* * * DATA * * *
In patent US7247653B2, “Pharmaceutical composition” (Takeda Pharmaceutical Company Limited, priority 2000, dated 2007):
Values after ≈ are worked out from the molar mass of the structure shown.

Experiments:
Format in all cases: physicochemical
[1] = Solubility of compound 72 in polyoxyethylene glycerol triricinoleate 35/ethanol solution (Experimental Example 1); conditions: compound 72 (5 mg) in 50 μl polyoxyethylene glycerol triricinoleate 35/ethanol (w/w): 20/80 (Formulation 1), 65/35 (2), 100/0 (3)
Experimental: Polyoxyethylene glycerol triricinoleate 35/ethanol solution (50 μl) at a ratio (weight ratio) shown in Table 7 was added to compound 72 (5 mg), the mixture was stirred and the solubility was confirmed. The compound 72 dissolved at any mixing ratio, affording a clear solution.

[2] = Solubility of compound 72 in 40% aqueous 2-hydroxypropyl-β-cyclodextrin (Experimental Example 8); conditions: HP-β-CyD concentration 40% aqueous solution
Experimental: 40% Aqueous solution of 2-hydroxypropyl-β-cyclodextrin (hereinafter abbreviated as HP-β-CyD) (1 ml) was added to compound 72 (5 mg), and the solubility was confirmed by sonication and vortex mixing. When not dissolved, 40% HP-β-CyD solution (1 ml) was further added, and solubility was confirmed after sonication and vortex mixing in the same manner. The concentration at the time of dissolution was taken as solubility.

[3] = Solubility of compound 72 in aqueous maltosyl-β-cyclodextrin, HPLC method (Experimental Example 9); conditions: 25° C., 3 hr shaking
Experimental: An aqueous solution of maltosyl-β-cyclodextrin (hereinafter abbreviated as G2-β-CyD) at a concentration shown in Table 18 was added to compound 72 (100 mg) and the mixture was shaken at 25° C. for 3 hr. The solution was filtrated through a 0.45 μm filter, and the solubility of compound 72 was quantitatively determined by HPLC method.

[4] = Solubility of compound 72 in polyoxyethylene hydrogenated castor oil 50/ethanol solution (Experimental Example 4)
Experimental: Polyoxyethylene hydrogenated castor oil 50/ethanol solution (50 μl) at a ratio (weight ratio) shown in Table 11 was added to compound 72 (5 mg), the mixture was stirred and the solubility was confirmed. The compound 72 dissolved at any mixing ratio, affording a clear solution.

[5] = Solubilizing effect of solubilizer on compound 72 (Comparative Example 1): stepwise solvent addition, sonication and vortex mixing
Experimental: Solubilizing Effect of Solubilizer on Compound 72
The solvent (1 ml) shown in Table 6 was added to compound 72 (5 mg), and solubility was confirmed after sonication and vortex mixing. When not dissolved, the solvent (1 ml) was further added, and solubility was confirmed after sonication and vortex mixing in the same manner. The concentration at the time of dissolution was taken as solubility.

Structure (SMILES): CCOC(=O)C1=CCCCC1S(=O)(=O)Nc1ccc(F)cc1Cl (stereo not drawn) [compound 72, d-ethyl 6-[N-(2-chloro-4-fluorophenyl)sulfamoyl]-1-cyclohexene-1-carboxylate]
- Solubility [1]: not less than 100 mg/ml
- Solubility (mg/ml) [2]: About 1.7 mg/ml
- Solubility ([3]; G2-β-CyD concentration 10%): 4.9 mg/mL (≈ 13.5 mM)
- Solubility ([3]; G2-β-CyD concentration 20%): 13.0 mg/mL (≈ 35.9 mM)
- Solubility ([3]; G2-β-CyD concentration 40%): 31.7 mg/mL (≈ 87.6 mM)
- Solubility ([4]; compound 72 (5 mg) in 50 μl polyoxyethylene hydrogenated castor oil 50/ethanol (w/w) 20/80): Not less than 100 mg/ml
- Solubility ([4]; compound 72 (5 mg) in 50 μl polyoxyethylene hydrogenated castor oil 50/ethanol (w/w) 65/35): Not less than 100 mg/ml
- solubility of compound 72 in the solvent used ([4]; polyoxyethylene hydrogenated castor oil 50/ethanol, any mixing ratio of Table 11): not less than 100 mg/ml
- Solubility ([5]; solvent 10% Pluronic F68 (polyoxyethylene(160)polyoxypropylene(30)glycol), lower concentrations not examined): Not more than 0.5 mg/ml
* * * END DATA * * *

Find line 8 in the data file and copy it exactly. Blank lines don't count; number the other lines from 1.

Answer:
Experimental: 40% Aqueous solution of 2-hydroxypropyl-β-cyclodextrin (hereinafter abbreviated as HP-β-CyD) (1 ml) was added to compound 72 (5 mg), and the solubility was confirmed by sonication and vortex mixing. When not dissolved, 40% HP-β-CyD solution (1 ml) was further added, and solubility was confirmed after sonication and vortex mixing in the same manner. The concentration at the time of dissolution was taken as solubility.